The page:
Tag: chevrolet cruze
Now that Chevrolet has revised their EPA mileage estimate for the Chevrolet Cruze Diesel, from 42 mpg to 46 mpg, we need to revise our own estimates.
Polk released their list of 10 best-selling nameplates in 2012 - and while the list led to a bit of a spat between Toyota and Ford over who won had the race – the rest of the list gives us a picture of what’s popular around the world. While Bertel is claiming that Toyota came out on top, I am merely reporting the Polk data. Any disputes or accusations pro or anti (insert nationality here) bias can be meted out in the comments. I’ll go grab the popcorn.
Some rough, back of the napkin calculations based on available information suggest that the Chevrolet Cruze Clean Turbo Diesel has a break-even point fit for Methuselah
Labor leaders in South Korea are scrambling to convince GM to retain production of the Chevrolet Cruze in South Korea, though GM says that the move to 5 global facilities is a done deal.
A software glitch in the OnStar system caused GM to halt sales of certain models, including the brand-new Cadillac ATS.
Glancing at its diminutive footprint and tiny engine specs, one would expect superlative fuel economy from the Chevrolet Spark, right? Wrong.
GM is recalling 475,418 Chevrolet Cruze models built in the USA as a preventative measure against possible engine fires.
Here’s the thing about design school, and designers in general: you are taught to fully express your creativity…which sounds like a great idea in theory. In reality, there’s very little “reality” in the situation. This is a creative art for profit, by a multinational, publicly traded corporation. Design school students frequently have to un-learn their training if they want to make the nut.
When my freshman year Transportation Design class at CCS was tasked for a third world mode for transport, the teacher chose one country in particular: India. Luckily, since I’ve regularly visited that nation and know a tad bit more about it than most car designers…well, I thought I’d nail this one. Because who in India (circa 1998, and still to this day) can afford a car? Rich people, not the masses with no hope of education and/or career advancement…they stick with their feet or perhaps a motorcycle. Sad, but true. (Read More…)
What is a Buick? Having saved the brand, GM must now figure out what to do with it. Traditionally Buick occupied the middle ground between Chevrolet and Cadillac, originally closer to the latter but from the 1970s onwards dangerously close to the former, which had expanded upwards in lockstep with archrival Ford. Aesthetically, Buicks have been the yin to Cadillac’s yang, curvier, less aggressive, and potentially more appealing to women. (Or metrosexuals? Did women ever drive a significant number of Rivs and Park Avenues?) Logically, there ought to be a position within this position for a compact car. Some people want a softly styled, upscale car, but don’t need a large car. But successfully fielding a car in this position has been tricky. The Lexus HS finds only a couple hundred takers each month. Jaguar abandoned the segment a few years ago, and Volvo quit it more recently. So does the Buick Verano stand a chance?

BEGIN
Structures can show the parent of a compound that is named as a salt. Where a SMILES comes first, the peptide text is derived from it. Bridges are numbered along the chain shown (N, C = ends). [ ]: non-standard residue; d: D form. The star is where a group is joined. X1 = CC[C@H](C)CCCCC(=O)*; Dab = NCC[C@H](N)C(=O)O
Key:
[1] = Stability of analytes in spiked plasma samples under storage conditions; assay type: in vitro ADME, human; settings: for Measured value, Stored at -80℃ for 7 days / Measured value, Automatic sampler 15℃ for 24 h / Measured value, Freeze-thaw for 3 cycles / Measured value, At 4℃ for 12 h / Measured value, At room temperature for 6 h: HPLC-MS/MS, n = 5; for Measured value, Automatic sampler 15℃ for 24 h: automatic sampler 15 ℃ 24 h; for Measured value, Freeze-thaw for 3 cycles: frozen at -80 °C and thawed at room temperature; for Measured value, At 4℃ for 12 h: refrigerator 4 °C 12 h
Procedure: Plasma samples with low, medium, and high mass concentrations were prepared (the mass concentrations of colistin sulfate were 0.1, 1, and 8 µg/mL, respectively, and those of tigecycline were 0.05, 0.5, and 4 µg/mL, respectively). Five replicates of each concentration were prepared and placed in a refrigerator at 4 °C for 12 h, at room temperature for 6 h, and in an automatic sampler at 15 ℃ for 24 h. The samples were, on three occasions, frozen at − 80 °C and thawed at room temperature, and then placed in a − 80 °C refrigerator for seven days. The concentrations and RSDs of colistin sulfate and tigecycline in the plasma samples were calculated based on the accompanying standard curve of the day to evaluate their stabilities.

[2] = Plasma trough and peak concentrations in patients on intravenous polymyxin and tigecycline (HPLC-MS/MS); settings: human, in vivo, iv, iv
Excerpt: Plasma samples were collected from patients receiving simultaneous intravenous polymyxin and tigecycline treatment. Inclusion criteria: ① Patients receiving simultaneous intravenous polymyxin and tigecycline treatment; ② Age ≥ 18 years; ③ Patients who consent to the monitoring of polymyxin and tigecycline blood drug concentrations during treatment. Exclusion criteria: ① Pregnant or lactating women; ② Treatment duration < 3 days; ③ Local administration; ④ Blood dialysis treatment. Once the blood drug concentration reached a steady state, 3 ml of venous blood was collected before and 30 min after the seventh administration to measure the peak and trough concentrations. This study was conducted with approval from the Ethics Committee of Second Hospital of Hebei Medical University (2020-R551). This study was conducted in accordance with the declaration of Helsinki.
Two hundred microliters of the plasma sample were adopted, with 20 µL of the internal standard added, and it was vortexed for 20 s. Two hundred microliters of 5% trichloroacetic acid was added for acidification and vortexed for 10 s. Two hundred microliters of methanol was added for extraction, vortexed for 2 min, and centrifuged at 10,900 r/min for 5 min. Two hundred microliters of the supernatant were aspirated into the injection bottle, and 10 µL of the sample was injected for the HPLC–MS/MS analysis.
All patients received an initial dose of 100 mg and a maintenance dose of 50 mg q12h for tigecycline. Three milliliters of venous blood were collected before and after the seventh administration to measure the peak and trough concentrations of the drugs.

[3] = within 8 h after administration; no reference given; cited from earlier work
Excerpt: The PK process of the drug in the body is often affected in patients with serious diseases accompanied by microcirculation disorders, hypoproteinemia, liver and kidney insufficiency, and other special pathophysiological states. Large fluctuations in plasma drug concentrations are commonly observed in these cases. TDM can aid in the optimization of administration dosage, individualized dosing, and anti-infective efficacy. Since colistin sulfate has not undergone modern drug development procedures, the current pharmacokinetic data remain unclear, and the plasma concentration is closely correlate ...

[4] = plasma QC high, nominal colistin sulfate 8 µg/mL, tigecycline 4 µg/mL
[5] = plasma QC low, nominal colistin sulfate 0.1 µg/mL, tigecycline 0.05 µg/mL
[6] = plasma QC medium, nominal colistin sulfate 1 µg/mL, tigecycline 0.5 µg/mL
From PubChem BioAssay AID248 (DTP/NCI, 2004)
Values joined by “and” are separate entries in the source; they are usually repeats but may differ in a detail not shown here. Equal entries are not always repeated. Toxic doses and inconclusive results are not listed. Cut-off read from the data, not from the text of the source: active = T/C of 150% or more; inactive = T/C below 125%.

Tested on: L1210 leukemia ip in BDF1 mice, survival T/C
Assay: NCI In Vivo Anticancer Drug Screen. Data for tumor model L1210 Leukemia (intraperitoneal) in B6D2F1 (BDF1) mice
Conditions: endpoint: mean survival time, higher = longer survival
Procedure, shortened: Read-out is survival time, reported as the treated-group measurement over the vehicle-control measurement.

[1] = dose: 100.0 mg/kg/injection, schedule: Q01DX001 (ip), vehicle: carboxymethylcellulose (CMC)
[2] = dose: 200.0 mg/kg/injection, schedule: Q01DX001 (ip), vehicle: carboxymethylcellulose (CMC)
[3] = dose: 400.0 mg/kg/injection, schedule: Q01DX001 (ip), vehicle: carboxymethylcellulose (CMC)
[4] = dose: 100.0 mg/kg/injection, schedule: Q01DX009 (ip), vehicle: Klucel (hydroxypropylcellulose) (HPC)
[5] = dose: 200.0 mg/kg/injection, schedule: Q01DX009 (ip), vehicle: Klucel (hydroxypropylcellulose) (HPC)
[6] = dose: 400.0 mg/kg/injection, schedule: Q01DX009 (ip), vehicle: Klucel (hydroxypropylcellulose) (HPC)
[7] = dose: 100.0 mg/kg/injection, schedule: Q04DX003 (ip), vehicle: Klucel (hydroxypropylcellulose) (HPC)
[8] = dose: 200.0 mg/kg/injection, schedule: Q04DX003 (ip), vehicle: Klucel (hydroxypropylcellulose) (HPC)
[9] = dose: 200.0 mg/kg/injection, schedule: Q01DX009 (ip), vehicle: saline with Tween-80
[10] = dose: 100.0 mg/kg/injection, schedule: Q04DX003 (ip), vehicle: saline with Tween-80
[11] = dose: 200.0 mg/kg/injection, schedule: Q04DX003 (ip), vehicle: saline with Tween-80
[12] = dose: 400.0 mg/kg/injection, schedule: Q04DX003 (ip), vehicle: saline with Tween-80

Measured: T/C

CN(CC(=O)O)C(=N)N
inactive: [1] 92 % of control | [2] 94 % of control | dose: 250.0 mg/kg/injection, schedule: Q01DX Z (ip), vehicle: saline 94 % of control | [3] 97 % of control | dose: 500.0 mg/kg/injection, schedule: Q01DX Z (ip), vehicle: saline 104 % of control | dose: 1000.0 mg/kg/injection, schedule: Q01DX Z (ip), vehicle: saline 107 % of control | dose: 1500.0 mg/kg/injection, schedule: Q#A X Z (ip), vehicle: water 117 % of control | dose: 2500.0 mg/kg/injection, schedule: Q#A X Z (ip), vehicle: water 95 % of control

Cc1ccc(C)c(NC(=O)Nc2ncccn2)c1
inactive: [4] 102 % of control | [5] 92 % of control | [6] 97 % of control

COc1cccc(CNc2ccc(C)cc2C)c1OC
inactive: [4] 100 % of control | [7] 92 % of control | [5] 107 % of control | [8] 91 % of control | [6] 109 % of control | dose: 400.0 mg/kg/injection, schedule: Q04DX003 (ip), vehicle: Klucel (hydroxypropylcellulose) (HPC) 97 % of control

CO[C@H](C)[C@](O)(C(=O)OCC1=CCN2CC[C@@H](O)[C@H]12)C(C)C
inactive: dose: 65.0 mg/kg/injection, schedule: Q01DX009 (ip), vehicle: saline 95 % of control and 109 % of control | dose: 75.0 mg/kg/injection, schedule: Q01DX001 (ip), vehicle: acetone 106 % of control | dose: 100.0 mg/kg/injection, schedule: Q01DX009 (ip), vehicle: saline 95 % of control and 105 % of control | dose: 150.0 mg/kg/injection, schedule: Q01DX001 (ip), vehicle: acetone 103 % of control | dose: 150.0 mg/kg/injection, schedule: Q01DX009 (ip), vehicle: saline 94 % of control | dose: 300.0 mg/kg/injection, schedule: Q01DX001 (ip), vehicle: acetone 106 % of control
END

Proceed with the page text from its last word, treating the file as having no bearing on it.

General Motors has often been the focus of criticism at Generation Why – despite what some of the B&B suggest, it’s merely a function of the fact that they put themselves out there the most when it comes to publicizing their youth marketing efforts. But it’s time to reward their efforts with some free, unsolicited advice from a know-it-all keyboard jockey.
It’s not often that automakers go to the trouble of bringing a car to Canada, but refrain from selling it in the United States. With one tenth the population and different homologation laws than the United States, the costs rarely make it worthwhile for automakers to import unique products to the Canadian market.
Pop quiz; what do increased production, lots of cash on the hood and high gas prices mean for Honda dealers? Lots of Civics moving out the door.
This is the Chevrolet Cruze Manual Diesel Wagon. This is what all of us North Americans should be driving. Everyone in Europe drives a manual, diesel wagon, and if we brought them to North America, everyone would drive them. Because they’re more efficient than a hybrid, and more practical than a wasteful, ugly, boring CUV. Just one problem; if everyone drove them,wagon lovers would no longer be able to lord their supposed superiority over the masses – maybe they’d start buying Honda CR-V’s, since they can only define their worth via consumption of consumer goods.